NSA Denies Prior Knowledge Of Meltdown, Spectre Exploits; Claims It Would 'Never' Harm Companies By Withholding Vulns
from the lol-ok-then dept
News surfaced late last week indicating everything about computing is fucked. Two critical flaws with zero perfect fixes — affecting millions of processors — were exposed by security researchers. Patches have been deployed and more are on their way, but even the best fixes seem to guarantee a noticeable slowdown in processing speed.
The government has stepped up to say that, for once, it’s not involved in making computing less safe.
Current and former U.S. officials… said the NSA did not know about or use Meltdown or Spectre to enable electronic surveillance on targets overseas. The agency often uses computer flaws to break into targeted machines, but it also has a mandate to warn companies about particularly dangerous or widespread flaws so that they can be fixed.
Rob Joyce, White House cybersecurity coordinator, said, “NSA did not know about the flaw, has not exploited it and certainly the U.S. government would never put a major company like Intel in a position of risk like this to try to hold open a vulnerability.”
The veracity of this statement is largely dependent on the credibility attributed to the person making it. While it is conceivable the NSA did not know about the flaw (leading to it being unable to exploit it), it’s laughable to assert the NSA wouldn’t “put a major company in a position of risk” by withholding details on an exploit. We only have the entire history of the NSA’s use of exploits/vulnerabilities and its hesitant compliance with the Vulnerability Equities Process to serve as a counterargument.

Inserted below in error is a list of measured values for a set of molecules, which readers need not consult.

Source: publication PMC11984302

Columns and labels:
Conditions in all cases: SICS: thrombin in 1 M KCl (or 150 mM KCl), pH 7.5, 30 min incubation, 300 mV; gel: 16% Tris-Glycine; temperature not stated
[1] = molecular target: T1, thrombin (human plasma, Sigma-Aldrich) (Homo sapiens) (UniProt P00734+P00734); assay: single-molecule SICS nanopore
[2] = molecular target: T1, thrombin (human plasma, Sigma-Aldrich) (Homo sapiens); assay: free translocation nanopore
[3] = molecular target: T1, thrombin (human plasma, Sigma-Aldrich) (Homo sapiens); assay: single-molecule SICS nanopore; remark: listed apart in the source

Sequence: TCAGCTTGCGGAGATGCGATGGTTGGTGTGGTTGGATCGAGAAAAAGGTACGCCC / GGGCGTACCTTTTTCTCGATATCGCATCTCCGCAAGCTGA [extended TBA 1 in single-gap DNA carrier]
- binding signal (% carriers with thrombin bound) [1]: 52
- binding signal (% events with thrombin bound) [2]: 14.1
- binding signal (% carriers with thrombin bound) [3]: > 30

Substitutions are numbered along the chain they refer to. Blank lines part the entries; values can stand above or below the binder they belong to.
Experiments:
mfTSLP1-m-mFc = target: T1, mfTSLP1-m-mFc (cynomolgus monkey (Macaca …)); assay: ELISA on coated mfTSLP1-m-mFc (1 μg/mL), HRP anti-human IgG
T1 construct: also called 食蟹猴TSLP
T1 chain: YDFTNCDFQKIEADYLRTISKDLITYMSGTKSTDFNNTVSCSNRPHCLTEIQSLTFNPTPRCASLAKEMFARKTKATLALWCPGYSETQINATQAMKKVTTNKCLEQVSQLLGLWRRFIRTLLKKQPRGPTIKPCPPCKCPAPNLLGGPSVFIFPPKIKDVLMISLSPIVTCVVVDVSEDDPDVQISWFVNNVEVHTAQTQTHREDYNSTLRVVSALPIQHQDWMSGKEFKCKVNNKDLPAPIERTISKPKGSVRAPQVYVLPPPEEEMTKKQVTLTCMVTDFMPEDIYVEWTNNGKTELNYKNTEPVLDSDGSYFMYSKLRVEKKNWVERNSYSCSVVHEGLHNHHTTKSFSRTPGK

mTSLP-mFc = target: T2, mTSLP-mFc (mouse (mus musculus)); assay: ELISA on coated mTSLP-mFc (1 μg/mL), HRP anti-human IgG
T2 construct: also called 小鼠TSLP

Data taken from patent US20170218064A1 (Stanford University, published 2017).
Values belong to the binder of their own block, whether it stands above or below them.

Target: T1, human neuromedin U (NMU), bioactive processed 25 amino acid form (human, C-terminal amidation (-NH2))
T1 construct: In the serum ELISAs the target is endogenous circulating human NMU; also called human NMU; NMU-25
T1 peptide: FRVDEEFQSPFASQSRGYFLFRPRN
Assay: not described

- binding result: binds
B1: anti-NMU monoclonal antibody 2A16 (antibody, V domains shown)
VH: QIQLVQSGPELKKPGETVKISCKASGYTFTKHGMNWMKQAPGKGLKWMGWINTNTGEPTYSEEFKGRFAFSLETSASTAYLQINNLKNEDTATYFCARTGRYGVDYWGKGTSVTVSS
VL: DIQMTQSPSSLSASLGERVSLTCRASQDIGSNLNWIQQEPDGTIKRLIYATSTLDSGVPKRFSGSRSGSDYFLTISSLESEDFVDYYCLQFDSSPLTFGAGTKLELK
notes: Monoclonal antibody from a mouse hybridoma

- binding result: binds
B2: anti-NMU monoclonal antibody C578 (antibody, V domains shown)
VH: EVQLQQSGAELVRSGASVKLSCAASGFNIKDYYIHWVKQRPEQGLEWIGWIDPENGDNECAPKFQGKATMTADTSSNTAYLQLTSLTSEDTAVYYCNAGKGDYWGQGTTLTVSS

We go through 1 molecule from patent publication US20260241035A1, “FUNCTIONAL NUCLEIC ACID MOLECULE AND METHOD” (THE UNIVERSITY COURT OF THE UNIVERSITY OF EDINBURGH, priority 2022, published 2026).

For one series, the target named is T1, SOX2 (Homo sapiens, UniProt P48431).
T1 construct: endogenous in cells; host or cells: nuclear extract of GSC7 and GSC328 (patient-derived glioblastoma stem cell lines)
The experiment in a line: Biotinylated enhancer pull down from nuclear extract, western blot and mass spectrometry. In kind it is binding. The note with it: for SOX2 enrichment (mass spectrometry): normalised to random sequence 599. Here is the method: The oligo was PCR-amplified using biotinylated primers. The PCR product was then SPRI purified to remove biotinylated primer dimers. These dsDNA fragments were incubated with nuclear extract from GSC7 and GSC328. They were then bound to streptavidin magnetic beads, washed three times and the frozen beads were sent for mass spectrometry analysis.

The NSA has left major companies in vulnerable positions, often for years — something exposed in the very recent past when an employee/contractor left the NSA in a vulnerable position by leaving TAO tools out in the open. The Shadow Brokers have been flogging NSA exploits for months and recent worldwide malware/ransomware attacks are tied to exploits the agency never informed major players like Microsoft about until the code was already out in the open.
These recently-discovered exploits may be the ones that got away — ones the NSA never uncovered and never used. But this statement portrays the NSA as an honest broker, which it isn’t. If the NSA had access to these exploits, it most certainly would have used them before informing affected companies. That’s just how this works. As long as exploits are returning intel otherwise inaccessible, the NSA will use the exploits for as long as possible before disclosing this info to US companies. The agency has historically shown little concern about collateral damage and I don’t believe putting someone new in charge of the VEP is going to make that much of a difference in the future.